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South Carolina Gamecocks 35, Vanderbilt Commodores 25: Surviving Vanderbilt. Again

It hasn't been easy in recent years for South Carolina to beat Vanderbilt. As Saturday's closer-than-it-should-have-been win showed

Streeter Lecka

The game Saturday between the Gamecocks and the Commodores might have been a contest between the New Carolina and the New Vanderbilt, but in some ways it felt like the Vanderbilt games that South Carolina vans and others have gotten used to: A statistically dominating effort that somehow ends up in a tooth-and-nail fight that you simply have to survive. Unfortunately for Vanderbilt fans, it also turned out with a familiar result.

South Carolina more than doubled up Vanderbilt in yardage, 579-268. The Gamecocks had more than twice as many first downs, 31 to the Commodores' 14. South Carolina was 13-for-20 on third- and fourth-down conversions; Vanderbilt was 5-for-15, and 2-for-12 if you look only at third-down conversions. And somehow, the Gamecocks ended up sweating out the last 14 minutes of the game with a 10-point lead and needing an interception at the goal line to keep things from getting any closer.

Perhaps there is a bit of the New Vanderbilt in that. After all, the Old Vanderbilt likely would have folded when the Gamecocks took a 28-0 lead early in the second quarter, despite the Commodores' reputation for making what should be better teams hold on for dear life. And certainly when the Gamecocks responded to Vanderbilt's 10 unanswered points at the end of the first half with a quick touchdown to open the third quarter, you had to think that Vanderbilt was done for. Someone needed to tell the Commodores that. Instead, they rallied back with 15 more unanswered points.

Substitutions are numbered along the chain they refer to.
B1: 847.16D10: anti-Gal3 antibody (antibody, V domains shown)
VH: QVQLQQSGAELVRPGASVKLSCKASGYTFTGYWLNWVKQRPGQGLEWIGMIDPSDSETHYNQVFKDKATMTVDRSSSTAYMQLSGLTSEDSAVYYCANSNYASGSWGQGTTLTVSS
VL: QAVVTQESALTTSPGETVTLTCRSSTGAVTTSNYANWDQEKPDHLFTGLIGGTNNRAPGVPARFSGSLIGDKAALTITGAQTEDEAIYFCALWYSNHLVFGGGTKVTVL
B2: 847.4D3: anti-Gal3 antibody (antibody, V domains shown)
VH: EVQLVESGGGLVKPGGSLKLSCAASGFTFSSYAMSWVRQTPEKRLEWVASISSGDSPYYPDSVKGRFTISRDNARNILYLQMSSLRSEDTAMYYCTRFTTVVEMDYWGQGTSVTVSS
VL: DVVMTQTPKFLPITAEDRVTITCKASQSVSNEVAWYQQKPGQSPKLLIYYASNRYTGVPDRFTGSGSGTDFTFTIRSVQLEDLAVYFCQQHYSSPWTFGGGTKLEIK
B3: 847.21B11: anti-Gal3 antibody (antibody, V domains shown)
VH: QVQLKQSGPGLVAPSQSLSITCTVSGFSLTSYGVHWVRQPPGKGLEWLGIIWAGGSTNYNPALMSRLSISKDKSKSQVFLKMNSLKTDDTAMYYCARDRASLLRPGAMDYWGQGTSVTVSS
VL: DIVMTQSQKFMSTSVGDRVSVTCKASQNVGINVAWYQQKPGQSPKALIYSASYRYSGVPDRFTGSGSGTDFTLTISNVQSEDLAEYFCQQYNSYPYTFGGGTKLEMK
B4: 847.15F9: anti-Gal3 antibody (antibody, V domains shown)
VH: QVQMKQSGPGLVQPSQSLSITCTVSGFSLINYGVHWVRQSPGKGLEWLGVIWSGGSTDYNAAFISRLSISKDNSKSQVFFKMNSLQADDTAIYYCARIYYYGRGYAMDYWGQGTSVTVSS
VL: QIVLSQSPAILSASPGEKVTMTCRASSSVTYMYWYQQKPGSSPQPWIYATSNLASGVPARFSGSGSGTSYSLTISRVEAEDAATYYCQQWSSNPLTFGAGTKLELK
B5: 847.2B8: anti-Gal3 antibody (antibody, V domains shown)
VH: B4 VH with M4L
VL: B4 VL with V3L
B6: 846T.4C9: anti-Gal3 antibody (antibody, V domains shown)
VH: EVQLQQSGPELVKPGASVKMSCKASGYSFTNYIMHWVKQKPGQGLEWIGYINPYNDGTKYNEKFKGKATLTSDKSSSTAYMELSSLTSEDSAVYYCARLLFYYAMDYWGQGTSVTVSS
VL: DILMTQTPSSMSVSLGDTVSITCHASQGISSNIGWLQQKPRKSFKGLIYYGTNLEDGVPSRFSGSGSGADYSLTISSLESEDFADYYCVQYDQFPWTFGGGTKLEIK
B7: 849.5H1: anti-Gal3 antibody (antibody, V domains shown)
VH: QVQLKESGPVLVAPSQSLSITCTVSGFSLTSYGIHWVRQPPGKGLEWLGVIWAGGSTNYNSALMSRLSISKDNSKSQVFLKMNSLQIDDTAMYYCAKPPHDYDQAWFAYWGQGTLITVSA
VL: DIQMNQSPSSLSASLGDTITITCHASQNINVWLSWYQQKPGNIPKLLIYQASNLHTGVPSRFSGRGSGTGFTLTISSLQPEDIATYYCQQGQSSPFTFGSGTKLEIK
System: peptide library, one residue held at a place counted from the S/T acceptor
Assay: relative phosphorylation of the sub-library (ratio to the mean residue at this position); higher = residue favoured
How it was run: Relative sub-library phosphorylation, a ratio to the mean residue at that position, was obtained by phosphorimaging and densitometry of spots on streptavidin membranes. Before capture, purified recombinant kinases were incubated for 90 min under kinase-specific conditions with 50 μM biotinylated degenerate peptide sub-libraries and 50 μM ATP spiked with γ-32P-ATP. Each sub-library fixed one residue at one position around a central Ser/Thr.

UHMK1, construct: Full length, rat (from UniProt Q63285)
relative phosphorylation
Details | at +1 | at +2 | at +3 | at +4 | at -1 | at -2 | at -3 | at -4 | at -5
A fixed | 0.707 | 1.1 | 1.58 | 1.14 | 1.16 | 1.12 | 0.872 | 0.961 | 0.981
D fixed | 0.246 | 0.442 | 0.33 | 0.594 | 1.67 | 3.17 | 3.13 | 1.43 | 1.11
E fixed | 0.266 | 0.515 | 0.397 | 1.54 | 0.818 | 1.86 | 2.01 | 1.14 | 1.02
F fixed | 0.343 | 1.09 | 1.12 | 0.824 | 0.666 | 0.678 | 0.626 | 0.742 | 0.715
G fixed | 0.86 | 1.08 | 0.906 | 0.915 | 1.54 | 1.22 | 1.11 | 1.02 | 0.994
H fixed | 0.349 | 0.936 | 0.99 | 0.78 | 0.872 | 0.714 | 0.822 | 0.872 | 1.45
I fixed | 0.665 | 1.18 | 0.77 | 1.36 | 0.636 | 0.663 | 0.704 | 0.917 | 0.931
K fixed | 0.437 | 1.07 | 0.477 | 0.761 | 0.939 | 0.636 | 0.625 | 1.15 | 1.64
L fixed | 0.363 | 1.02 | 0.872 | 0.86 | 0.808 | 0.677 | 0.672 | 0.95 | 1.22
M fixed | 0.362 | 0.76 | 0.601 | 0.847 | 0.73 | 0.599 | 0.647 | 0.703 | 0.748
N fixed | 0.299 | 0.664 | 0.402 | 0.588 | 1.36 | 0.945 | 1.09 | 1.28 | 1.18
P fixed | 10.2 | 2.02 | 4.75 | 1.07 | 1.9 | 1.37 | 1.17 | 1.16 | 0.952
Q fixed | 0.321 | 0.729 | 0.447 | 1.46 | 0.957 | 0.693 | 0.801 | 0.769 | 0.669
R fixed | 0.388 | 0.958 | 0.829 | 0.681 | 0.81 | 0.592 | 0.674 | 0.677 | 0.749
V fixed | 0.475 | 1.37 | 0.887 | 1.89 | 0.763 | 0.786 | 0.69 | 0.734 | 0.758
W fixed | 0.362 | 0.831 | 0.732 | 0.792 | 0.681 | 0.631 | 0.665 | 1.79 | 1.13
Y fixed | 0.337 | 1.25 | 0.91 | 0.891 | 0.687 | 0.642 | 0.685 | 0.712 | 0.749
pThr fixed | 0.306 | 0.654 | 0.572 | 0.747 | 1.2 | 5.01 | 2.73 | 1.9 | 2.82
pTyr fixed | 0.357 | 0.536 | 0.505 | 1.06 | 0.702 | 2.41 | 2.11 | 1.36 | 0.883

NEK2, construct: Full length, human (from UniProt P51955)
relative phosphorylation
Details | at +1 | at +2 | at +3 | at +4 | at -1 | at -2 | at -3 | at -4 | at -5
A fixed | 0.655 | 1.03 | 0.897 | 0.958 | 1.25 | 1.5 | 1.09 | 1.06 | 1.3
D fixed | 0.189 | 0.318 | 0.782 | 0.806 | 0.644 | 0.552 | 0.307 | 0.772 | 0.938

Jadeveon Clowney would sack Austyn Carta-Samuels to force a fumble and end a promising Vanderbilt drive deep in South Carolina territory? With the help of two Gamecocks penalties, the Commodores would force a three-and-out, then score on the ensuing drive. Then, when Shon Carson fumbled the kickoff return, Vanderbilt would quickly cash in on that turnover and add a two-point conversion for good measure, slicing the lead to 10 points with almost 14 minutes left.

But South Carolina remembered who it was, or at least who it hopes to be, when Jimmy Legree picked off a pass from Carta-Samuels two drives later on the goal line. The Gamecocks then went on a 17-play drive that produced no points but melted nearly eight minutes off the clock and essentially removed the threat. South Carolina headed into its bye week with another harder-than-it-should-have-been win against Vanderbilt, and the Commodores returned home to Nashville having once again come so close despite everything they faced. The more things change in the SEC East, the more they stay about the same.